Dido and Aeneas was a decadent opera, all spilling love writ large in blood. Sentiments swelled with the music as inhuman notes were hit and sustained. It was a tragedy, a romance, fate and cruelty and—

Carlisle could feel his heart shudder from exquisite sensation. Music, such delightful, rending music occupied the void between life and heaven itself. Beside him Aro watched politely. Perhaps he was moved, but his features were only marked by cautious curiosity.

"Did you enjoy it, dear Carlisle?" the ancient inquired, seeking his companion's hand.

Several breathless exclamations later, Aro laughed. "Your mind is ablaze," he said, entertained.

"And you, my friend? What did you think?"

Aro shrugged thin shoulders. "It was lovely, of course. Dido was not quite in top form tonight. Mortality and its trials, I suppose."

Carlisle wondered then how his mentor could be as unyielding as flecked granite. The riddle was pondered for many days in his own room, where he hummed the opening notes of the opera while the screams of the dying crawled through the walls.


Edward Masen is very beautiful, and just as doomed.

His body carries the heavy smell of old sweat and expelled blood, though the nurses try to keep the sheets pristine, especially when nothing more can be done. The hollows beneath his eyes are bruises now, like Carlisle's, but the skin of his cheeks is pure marble, unmarked and pale.

Rot is on his breath, grave dirt and trickling time.

"What am I to do with you?" Carlisle wonders, fisting his hands in the fabric of a cloth used to dab brows in a futile exercise of palliative comfort.

If and only if the golden doctor is very honest (before the mocking gaze of that thrice-damned Solimena) he will admit that there is more than a mother's promise chaining him to Edward's bedside.

The boy has pianist's hands, long and slender and silver, fingertips that have never laboured, palms that have cradled nothing heavier than a pen. His hair is polished, a mocking, penny-bright shade of copper that refuses to fade even in the ravages of pestilence, and... oh God, his mouth.

Though rust has settled in the cracks of his lips, something of a smile remains there, so very young and purer than water. That innocence, that lovely, breathless thing makes Carlisle's knees turn from bone to clay and drives the thorns of lust deep into his chest.

No, not lust.

This is a stronger sentiment, unfamiliar and aching, for he has not lingered in the realm of feeling for years. It intoxicates like heroes' mead, and he vows that he will do anything for Edward Anthony Masen, though it be reckless and sinful and mad.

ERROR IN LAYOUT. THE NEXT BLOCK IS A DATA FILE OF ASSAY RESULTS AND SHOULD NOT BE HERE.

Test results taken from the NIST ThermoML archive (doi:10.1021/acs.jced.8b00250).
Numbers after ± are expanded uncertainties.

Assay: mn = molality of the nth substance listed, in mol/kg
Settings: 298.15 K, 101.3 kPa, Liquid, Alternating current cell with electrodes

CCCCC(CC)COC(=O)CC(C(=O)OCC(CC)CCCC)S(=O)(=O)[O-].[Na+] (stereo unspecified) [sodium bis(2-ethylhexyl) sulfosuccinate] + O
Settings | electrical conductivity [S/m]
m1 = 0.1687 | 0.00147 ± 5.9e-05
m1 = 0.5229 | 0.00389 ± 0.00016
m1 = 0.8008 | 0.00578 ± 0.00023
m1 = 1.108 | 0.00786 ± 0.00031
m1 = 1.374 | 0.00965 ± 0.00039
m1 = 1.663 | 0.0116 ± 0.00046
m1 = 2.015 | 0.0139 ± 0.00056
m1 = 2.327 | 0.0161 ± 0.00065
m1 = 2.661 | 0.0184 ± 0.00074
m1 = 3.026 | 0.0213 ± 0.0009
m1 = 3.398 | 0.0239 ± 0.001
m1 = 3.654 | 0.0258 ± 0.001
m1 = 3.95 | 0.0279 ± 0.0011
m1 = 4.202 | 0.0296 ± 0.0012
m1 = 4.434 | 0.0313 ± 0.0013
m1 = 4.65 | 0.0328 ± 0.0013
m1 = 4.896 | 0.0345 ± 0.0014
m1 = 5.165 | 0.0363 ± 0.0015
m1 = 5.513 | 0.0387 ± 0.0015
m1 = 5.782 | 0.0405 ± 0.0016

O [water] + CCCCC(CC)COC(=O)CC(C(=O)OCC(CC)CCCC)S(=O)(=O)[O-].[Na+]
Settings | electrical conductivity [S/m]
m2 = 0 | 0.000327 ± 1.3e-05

Carlisle still could not say how he left Italy in one piece, or whether he had, in fact, left at all.

The bartering of the soul was a steady procession into the black.

It began simply, when the pages of folios by Galileo and Machiavelli were enough to ward away the prayers of those whom the Volturi fed upon. Music and glorious, glittering art tinted the world with grace though the foundations of the castle bled with the cries of the tortured. Injustice could be overlooked, for there was conversation here, and laughter in the company of friends whose minds were faceted and cutting as diamonds shaped by the most gifted hands.

Nothing of significance shattered the reverie, no revelation or cataclysm. By then, Carlisle doubted that he had the conscience for such a thing. Shamefully, ignominiously, it was only thirst to see the New World that drove him from the city of stone, his ears filled with whispers and invitations to return, a cursed painting in his possession.

It was only when he reached an English port that his mind came back. He had wept, tearlessly and punctuated only by appeals to God, for days.

Wounds, the sort that could not be seen, turned to scars that stung then seamed into abysmal apathy.


"You want to live," Carlisle says to a sleeping Edward in a vampire's whisper. "Of course you do. Why wouldn't you?"

He is convincing himself, or perhaps someone else entirely. He is no longer certain.

"There is only one way for that to happen, dear boy," he continues, affection tasting of feathers and summer on his tongue. "And I pray that You forgive me."

He interlaces a cold hand with the boy's clammy fingers, slick with slimy sweat. "I do not ask you to understand how much I—"

The word cannot be taken lightly, but then, neither can its omission.

"—love you. Just know that I do."

Carlisle's mouth tastes of metal and perfect joy soon after. The tessellations of frost on his heart turn to dew.


In the year of Our Lord 1918, Edward Anthony Masen dies. He is reborn a few days later (two, four, three, what does it matter?) and redeems only one man.

It could be blasphemy, but Carlisle does not mind.